Description of the Tests

You will all go through these steps sooner or later, but I thought I’d share my first tries with you.

I started out with two hosts. One host is a Windows 2000 machine running the Microsoft Research stack. I called this host Marvin. The second host is a SuSE Linux host, also running an IPv6 stack. That host’s name is Ford. Communication between the two hosts has not been an issue. In the absence of a router, they both autoconfigured for a link-local IPv6 address, using the 48-bit MAC identifier to build the address.

The Windows 2000 host Marvin has the following configuration:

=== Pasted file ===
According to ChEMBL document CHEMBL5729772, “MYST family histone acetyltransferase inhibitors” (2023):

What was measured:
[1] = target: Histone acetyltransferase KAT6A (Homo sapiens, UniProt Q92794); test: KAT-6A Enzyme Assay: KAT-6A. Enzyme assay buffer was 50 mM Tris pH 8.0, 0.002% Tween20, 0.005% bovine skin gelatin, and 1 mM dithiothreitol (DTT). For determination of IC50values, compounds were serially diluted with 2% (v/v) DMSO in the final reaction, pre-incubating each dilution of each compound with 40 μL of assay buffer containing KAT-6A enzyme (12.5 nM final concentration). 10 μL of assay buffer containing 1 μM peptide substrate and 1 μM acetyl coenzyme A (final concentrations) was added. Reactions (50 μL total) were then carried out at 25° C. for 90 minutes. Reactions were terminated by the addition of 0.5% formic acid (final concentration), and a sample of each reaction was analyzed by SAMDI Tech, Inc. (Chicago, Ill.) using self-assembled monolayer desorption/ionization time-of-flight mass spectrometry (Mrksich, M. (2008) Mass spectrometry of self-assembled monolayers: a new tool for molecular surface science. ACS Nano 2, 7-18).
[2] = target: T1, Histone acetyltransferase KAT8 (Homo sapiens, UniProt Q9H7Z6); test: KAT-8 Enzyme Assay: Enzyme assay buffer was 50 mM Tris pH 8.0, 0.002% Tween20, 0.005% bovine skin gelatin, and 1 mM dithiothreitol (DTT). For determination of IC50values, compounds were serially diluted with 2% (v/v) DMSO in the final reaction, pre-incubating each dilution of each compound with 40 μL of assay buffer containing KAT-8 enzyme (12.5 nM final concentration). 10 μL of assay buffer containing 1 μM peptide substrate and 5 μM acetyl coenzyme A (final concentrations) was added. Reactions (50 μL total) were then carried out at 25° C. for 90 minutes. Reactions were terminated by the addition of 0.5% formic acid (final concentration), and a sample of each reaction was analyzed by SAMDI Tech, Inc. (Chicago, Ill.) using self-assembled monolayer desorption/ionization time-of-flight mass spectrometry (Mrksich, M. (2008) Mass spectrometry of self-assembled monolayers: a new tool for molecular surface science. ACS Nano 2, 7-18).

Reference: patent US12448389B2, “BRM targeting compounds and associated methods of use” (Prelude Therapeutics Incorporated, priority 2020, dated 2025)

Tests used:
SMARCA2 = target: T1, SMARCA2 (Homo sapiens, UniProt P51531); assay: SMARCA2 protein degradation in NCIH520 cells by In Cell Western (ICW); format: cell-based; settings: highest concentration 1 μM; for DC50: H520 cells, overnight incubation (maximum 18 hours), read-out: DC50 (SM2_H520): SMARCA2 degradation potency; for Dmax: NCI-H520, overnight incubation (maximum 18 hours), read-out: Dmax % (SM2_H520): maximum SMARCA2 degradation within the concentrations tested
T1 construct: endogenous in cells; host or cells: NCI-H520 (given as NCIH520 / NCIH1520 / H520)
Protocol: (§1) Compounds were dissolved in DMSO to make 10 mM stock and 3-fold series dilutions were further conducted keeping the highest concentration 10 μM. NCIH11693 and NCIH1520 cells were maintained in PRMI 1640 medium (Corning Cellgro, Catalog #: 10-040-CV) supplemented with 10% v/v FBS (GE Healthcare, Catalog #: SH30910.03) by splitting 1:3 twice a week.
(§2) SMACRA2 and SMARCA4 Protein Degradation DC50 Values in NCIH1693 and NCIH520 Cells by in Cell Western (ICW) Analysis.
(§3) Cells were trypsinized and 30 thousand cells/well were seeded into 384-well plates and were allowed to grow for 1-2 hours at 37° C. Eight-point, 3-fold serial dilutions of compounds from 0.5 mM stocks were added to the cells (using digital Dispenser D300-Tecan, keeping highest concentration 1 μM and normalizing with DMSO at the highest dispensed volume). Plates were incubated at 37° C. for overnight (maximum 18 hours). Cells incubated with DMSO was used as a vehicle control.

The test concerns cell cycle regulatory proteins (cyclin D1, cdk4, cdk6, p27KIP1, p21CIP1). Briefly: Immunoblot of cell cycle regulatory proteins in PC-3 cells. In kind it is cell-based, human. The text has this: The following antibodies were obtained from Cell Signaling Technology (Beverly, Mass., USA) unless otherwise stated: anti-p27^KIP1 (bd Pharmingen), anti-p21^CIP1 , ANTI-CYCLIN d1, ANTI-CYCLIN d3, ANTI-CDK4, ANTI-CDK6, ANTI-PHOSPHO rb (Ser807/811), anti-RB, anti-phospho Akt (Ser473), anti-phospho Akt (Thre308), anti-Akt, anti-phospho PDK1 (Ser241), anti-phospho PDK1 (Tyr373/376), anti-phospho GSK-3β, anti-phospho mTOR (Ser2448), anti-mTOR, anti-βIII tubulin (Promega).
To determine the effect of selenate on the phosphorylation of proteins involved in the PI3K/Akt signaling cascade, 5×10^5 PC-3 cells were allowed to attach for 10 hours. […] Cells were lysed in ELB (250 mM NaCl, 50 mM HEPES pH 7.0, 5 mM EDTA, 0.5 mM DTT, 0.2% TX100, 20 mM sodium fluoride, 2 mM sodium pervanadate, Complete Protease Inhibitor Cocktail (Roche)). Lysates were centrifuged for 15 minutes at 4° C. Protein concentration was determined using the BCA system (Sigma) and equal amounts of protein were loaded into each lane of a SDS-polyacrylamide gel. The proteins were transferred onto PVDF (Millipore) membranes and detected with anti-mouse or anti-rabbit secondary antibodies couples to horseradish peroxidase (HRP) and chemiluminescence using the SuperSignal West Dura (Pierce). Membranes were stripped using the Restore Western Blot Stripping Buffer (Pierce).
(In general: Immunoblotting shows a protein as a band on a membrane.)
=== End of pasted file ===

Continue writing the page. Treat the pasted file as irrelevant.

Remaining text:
MAC address

00-02-B3-1E-83-29

IPv4 address

62.2.84.115 (network range of our ISP, public IPv4 address)

IPv6 address

fe80::202:b3ff:fe1e:8329

The Linux host Ford has the following configuration:

MAC address

00-A0-24-C5-32-56

IPv4 address

192.168.0.99 (local network)

IPv6 address

fe80::2a0:24ff:fec5:3256

Pinging with IPv6

The first success was the verification of IPv6 communication by pinging each host as follows.

Open a command window on Marvin and issue the following command:

ping6 fe80::2a0:24ff:fec5:3256

Do you want to know what a ping with IPv6 looks like? Have a look at Figure 11-6.

Trace file with an IPv6 ping

Figure 11-6. Trace file with an IPv6 ping

Frame 1 is the Echo Request from Ford; Frame 2 is the Echo Reply from Marvin. The screenshot shows the two MAC addresses configured for a link-local ...

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